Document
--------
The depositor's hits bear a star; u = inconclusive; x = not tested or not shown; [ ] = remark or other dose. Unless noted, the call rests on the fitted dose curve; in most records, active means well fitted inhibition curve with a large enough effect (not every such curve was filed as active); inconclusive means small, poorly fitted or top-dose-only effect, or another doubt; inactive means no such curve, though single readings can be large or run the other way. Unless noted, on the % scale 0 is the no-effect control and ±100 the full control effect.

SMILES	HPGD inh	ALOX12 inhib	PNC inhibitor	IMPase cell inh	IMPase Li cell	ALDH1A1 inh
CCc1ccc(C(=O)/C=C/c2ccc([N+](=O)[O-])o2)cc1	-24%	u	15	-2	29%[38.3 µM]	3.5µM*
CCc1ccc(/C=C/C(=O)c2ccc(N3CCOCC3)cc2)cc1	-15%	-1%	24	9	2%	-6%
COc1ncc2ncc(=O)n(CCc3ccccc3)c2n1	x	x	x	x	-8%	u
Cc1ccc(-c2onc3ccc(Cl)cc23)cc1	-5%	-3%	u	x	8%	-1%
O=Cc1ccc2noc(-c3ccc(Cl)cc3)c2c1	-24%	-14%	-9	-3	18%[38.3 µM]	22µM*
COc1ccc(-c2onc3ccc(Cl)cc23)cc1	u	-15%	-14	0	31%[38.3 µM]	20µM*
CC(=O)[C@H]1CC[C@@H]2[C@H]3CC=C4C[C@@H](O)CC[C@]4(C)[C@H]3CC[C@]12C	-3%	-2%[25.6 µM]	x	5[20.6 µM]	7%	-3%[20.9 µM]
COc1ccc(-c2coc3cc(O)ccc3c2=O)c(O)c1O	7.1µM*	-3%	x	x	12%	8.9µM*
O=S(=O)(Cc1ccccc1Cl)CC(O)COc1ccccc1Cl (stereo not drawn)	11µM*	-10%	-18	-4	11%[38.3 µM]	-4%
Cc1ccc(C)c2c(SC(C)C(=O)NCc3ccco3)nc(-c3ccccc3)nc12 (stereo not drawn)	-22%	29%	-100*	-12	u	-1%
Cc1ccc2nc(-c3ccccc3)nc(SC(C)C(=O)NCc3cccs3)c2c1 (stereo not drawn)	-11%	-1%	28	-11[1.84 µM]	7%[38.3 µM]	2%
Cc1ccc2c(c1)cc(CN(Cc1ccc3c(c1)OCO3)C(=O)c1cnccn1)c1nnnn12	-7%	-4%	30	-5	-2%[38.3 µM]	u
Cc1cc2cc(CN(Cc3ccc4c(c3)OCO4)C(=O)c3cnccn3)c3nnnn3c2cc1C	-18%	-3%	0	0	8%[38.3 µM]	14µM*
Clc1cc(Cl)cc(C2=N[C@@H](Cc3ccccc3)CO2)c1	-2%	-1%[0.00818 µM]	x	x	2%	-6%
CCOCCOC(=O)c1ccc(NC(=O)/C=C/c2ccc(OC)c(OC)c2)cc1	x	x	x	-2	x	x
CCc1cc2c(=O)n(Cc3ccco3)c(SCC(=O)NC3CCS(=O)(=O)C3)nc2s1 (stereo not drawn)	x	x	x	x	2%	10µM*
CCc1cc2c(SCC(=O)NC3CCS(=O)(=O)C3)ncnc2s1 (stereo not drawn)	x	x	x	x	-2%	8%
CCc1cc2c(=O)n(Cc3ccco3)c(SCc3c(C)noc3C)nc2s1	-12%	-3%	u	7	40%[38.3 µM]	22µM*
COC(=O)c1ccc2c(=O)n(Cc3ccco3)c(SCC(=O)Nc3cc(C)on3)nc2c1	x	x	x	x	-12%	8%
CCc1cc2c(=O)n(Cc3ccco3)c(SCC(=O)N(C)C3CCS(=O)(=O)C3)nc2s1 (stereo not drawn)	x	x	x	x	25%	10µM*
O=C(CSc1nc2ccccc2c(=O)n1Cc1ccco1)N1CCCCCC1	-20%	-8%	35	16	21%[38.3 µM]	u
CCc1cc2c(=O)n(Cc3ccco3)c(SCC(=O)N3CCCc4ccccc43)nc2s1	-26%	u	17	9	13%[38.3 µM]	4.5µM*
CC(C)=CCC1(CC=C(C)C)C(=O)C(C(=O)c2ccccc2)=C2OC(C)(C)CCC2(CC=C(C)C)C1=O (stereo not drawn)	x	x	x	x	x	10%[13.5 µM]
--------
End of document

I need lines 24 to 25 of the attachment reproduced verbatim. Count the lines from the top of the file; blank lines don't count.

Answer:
CCc1cc2c(=O)n(Cc3ccco3)c(SCC(=O)N3CCCc4ccccc43)nc2s1	-26%	u	17	9	13%[38.3 µM]	4.5µM*
CC(C)=CCC1(CC=C(C)C)C(=O)C(C(=O)c2ccccc2)=C2OC(C)(C)CCC2(CC=C(C)C)C1=O (stereo not drawn)	x	x	x	x	x	10%[13.5 µM]